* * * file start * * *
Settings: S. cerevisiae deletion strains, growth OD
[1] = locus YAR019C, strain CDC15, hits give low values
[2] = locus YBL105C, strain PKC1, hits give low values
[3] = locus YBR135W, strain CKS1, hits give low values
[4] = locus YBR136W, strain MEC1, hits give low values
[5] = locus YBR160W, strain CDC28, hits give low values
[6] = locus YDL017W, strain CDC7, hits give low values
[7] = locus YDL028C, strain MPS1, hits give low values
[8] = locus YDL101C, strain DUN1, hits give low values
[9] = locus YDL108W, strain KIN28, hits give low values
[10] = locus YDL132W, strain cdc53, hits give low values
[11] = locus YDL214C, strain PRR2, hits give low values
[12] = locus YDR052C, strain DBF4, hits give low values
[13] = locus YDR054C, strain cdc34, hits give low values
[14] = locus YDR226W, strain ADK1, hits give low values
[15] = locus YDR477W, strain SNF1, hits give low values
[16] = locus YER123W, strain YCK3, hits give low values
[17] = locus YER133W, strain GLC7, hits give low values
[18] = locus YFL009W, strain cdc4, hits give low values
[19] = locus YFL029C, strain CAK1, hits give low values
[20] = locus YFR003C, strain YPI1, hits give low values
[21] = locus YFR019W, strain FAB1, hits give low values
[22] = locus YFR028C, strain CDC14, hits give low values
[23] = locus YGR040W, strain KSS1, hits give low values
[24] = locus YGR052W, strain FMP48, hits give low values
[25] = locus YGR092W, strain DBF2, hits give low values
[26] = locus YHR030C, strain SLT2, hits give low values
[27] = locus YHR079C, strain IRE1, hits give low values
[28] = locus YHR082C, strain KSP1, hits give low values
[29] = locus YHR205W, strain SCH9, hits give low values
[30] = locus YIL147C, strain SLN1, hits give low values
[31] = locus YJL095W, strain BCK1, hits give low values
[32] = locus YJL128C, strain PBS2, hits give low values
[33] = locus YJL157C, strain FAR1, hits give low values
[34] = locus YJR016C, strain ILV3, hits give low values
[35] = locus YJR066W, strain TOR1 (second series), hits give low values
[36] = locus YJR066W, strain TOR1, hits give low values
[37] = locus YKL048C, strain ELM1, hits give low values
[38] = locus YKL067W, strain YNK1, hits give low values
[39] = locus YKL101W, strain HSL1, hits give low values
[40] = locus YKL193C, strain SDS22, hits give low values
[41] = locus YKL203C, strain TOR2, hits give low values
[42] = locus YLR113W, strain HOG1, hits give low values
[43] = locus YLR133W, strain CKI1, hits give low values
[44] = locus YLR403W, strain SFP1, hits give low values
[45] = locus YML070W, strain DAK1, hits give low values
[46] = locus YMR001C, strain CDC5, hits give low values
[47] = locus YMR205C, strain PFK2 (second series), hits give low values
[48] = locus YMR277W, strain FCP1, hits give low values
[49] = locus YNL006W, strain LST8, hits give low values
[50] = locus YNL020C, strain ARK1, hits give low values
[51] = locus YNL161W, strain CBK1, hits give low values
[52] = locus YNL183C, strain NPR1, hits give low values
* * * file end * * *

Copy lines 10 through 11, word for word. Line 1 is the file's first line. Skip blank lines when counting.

[9] = locus YDL108W, strain KIN28, hits give low values
[10] = locus YDL132W, strain cdc53, hits give low values